Friday Ma Me Ju Ve Sa - Su Mo
Saturday Me Ju Ve Sa - Su Mo Ma

Mapping the Kālavelā Upagrāha by Graha

The table below shows how the five Kālavelās correlate to five of the Grahas ("Su" for Sun, "Ma" for Mars, "Me" for Mercury, "Ju" for Jupiter, "Sa" for Saturn). Use this abbreviation of the Grahas to find the index of the 1/8th part of each Kālavelā in the daytime and nighttime tables above. If the intention is to calculate Kāla, use "Su" (Sun) in the tables above, if Gulika, use "Sa" (Saturn) to identify the index of the part sought.

Devanāgarī Name Graha
काल Kāla Su
मृत्यु Mṛtyu Ma
अर्धप्रहर Ardhaprahara Me
यमघण्ट्क Yamaghaṇṭka Ju
गुलिक Gulika Sa

The calculation steps below involve calculating units of time. In the Indian classics Ancient Indian units of time (kāla vyavahāra) were used, but modern units (24-hour day) can be used as well.

Identify the Dirunal and Nocturnal duration

  1. If the birth occurred before sunrise, find the time of sunset on the previous day.
    Find the duration of the time between that previous day's sunset and this day's sunrise. This duration is called ratrimāna.
  2. If the birth occurred after sunrise, during daytime (before sunset), find the time of sunrise the same day.
    Find the duration of the time between that sunrise and sunset. This duration is called dinamāna.
  3. If the birth occurred after sunset, find the time of sunrise the next day.
    Find the duration of the time between sunset of this day and sunrise the next day. This duration is called ratrimāna.

Division of Dirunal and Nocturnal duration

  1. If the birth occurred before sunrise, use the nighttime table for the previous day.
    If the birth occurred between sunrise and sunset, use the daytime table for the same day
    If the birth occurred after sunset, use the nighttime table for the same day
  2. Divide the duration (dinamāna or ratrimāna) by 8.
  3. Multiply the 1/8th sum with the number of the part where the corresponding Graha is.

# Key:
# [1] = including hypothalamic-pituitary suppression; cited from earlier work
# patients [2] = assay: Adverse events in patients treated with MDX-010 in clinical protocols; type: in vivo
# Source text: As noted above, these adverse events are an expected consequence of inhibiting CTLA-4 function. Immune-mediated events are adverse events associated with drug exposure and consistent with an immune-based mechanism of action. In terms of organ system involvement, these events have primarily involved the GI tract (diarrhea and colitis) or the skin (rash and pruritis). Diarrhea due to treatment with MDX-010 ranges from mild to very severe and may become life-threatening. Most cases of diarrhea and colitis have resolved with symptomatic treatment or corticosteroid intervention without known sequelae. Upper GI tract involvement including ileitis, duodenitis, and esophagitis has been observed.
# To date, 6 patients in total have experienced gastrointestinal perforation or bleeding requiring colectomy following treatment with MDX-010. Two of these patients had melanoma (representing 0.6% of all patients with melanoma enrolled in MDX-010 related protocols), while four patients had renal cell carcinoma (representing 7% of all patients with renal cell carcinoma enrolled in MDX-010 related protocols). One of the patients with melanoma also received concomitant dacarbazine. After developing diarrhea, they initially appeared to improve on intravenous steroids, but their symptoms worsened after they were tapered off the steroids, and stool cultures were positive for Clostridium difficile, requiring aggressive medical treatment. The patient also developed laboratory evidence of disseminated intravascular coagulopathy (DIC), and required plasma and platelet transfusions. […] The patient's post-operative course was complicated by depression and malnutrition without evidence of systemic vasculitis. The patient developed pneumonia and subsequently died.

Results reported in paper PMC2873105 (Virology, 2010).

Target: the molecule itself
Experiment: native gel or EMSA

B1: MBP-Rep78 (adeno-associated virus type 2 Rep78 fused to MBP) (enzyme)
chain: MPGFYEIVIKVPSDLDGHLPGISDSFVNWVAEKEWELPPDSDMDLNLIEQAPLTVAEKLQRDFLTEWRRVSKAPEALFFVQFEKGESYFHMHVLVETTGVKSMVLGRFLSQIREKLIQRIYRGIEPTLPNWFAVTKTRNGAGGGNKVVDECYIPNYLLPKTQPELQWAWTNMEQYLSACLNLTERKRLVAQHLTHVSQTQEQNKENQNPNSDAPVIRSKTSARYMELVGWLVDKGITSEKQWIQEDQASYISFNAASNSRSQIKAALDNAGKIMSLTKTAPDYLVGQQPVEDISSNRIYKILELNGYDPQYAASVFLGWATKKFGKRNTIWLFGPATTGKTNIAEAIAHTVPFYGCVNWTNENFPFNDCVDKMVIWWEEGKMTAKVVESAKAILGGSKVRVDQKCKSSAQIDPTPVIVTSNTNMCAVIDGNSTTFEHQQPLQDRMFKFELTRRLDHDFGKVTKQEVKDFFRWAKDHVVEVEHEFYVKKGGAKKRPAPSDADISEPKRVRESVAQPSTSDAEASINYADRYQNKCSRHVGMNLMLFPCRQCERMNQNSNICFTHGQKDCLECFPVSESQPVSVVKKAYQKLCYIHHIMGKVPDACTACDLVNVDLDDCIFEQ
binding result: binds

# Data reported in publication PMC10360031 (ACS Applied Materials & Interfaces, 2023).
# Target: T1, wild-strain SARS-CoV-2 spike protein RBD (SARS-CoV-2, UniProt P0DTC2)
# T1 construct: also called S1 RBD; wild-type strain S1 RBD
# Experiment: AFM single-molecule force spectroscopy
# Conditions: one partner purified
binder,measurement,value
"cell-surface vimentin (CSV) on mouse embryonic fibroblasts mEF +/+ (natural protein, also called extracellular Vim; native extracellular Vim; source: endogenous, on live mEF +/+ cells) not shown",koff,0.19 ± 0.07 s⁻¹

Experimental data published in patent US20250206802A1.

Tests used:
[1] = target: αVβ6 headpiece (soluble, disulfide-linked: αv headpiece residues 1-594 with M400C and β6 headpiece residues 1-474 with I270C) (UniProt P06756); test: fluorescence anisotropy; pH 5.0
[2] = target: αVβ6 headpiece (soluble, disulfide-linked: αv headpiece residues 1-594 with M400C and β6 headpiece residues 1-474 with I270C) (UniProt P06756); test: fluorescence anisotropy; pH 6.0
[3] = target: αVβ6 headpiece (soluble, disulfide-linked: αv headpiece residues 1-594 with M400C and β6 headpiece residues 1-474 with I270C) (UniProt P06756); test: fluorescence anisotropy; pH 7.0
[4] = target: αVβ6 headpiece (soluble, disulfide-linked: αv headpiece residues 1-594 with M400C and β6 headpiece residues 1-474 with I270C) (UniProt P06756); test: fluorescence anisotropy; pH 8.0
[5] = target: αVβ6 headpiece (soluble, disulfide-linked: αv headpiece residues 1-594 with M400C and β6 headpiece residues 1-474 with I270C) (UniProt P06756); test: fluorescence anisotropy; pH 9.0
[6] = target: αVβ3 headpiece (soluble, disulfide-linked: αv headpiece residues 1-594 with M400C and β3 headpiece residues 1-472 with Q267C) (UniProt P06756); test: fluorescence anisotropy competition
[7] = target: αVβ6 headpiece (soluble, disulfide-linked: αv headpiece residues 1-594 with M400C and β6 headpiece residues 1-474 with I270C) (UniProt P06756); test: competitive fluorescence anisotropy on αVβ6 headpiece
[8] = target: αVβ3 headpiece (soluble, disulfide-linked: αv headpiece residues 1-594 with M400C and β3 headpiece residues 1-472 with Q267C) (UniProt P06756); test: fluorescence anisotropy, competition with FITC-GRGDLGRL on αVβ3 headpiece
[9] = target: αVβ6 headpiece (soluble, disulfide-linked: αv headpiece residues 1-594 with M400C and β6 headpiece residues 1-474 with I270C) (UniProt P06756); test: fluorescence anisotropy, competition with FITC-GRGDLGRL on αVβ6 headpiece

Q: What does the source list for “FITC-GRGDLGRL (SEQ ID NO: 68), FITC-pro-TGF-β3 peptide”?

The Position of the Kālavelā

  1. If the birth occurred before sunrise, add the results from above to the time of sunset the day before.
    If the birth occurred between sunrise and sunset on the same day, add the results from above to the time of same day sunrise.
    If the birth occurred after sunset on the same day, add the results from above to the time of same day sunset.
  2. The Ascendant (rising degree) of the resulting time will be the degree of the Kālavelā.

Rising time of Upagrahas

Māndi’s rising is got by firstly finding out the duration of day and night; if the duration is equal i.e. of thirty ghatis each (one ghati=24 minutes), Māndi would rise at the end of ghatis 26 on Sunday, at the end of ghatis 22 on Monday, at the end of ghatis 18 on Tuesday, at the end of ghatis 14 on Wednesday, at the end of ghatis 10 on Thursday, at the end of 6 ghatis on Friday, and at the end of 2 ghatis on Saturday. In the case of "night-births" the 5th of that particular weekday will have to be considered, and if the day and night durations vary then the rising of Māndi will have to be altered proportionately. The rising times of Kala during day-time on weekdays are in order at the end of ghatis 2, 26, 22, 18, 14, 10 and 6; those of Yamakantaka are at the end of ghatis 18, 14, 10, 6, 2, 26 and 22, and those of Ardhaprahar are at the end of ghatis 14, 10, 6, 2, 26, 22, 18. Dhooma is got by adding 4 signs 13 degrees and 20 minutes to the Sun’s latitude; Vyatipata is got by subtracting the figures for Dhooma from 12 signs; Paridhi is obtained by adding six signs to the figures for Vyatipata; Indradhanu or Kodanda is got by subtracting Paridhi from 12 signs; and Upaketu is got by adding 16 degrees 40 minutes to Indradhanu.[6] The simpler method for determining Māndi’s rising sign is - For day born, the duration of the day (Dinamāna) divided by 8 gives eight parts each part governed by a planet; the first part is ruled by the day-lord. For night born, the first part is ruled by the 5th planet in the given order; the sign rising in the east in the part ruled by Saturn is Māndi’s rising sign.[7]